Hopes of hammering out a final deal on the 12-country Trans Pacific Partnership agreement this year appear to be fading, Prime Minister John Key indicated this afternoon.
Fresh from talks in the White House with US President Barack Obama, where the trade deal featured highly on the agenda, Mr Key told reporters today that a round of talks scheduled for July "would help".
"But I myself don't think you'll get much of either a decision or movement pre the mid-term elections in the United States, and they're in November."
That meant the agreement would now "possibly" be finalised in 2015.
"'But my whole argument around TPP and just generally in terms of trade deals has been that it's not worth sacrificing the quality of the deal for timing."
"'It's better to wait a little bit longer and get a better deal than sacrifice it the other way around."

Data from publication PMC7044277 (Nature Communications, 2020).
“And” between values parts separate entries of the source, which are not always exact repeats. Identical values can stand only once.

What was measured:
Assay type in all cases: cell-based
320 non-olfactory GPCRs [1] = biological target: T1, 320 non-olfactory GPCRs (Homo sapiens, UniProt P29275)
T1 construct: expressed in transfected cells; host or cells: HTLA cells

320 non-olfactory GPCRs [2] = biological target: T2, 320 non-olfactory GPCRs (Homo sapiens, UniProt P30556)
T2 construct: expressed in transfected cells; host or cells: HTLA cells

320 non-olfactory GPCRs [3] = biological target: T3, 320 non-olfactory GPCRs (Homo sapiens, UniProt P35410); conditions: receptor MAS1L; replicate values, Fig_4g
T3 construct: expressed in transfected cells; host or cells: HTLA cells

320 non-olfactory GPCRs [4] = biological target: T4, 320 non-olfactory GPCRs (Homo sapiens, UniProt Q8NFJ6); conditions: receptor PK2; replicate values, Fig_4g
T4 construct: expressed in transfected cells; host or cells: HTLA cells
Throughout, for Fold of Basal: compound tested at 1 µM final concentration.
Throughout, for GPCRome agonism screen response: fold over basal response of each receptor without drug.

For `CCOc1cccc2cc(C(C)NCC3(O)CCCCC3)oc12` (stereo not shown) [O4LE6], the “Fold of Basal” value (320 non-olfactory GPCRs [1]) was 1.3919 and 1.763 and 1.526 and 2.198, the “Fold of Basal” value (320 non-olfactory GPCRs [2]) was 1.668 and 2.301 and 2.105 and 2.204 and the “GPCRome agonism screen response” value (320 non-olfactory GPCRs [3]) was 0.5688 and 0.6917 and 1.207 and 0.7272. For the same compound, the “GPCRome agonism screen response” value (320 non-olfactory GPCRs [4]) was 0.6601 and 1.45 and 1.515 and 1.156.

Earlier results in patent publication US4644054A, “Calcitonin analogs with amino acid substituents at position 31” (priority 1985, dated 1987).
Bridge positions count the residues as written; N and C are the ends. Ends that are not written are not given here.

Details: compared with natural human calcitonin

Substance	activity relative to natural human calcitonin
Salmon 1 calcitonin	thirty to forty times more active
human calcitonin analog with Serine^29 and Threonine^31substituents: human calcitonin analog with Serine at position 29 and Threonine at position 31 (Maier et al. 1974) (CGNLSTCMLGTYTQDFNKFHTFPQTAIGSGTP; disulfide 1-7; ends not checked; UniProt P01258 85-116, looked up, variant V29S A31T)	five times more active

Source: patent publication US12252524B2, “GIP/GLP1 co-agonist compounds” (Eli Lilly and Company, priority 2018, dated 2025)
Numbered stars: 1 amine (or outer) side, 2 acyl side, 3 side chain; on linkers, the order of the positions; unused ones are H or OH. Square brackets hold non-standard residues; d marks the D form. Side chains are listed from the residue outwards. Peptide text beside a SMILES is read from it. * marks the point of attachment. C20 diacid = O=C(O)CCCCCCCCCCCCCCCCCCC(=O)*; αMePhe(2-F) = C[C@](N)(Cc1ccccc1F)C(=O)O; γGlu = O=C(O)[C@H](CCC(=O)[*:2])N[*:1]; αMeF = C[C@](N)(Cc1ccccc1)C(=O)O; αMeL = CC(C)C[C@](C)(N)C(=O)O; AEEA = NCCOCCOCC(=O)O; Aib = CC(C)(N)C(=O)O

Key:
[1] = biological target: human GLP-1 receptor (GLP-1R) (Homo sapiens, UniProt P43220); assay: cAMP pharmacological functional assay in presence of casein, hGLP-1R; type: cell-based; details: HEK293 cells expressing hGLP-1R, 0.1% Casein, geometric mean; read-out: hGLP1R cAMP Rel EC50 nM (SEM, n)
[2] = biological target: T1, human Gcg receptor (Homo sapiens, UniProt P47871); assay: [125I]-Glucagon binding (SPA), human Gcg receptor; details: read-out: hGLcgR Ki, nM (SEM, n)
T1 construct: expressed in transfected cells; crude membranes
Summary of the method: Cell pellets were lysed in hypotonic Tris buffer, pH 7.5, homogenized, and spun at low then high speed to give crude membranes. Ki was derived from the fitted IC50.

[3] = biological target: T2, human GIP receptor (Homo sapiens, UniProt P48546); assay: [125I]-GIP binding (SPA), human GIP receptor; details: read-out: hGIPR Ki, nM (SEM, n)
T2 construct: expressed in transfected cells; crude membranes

A sticking point has been Japanese reluctance to open market access in its agricultural sectors, but Mr Key said New Zealand was unenthusiastic about a deal which compromises with Japan in those areas.
"'We want to have a high level comprehensive deal, and without that obviously you reduce the benefits to New Zealand. Obviously every country in there has some sensitivities, and New Zealand's is agriculture, America's is intellectual property and SOEs, everyone's is a little bit different.
"I just think that until a deal is finally completed everybody should shoot for the best possible deal. There's a point at which if it wasn't good enough for New Zealand we wouldn't be in it."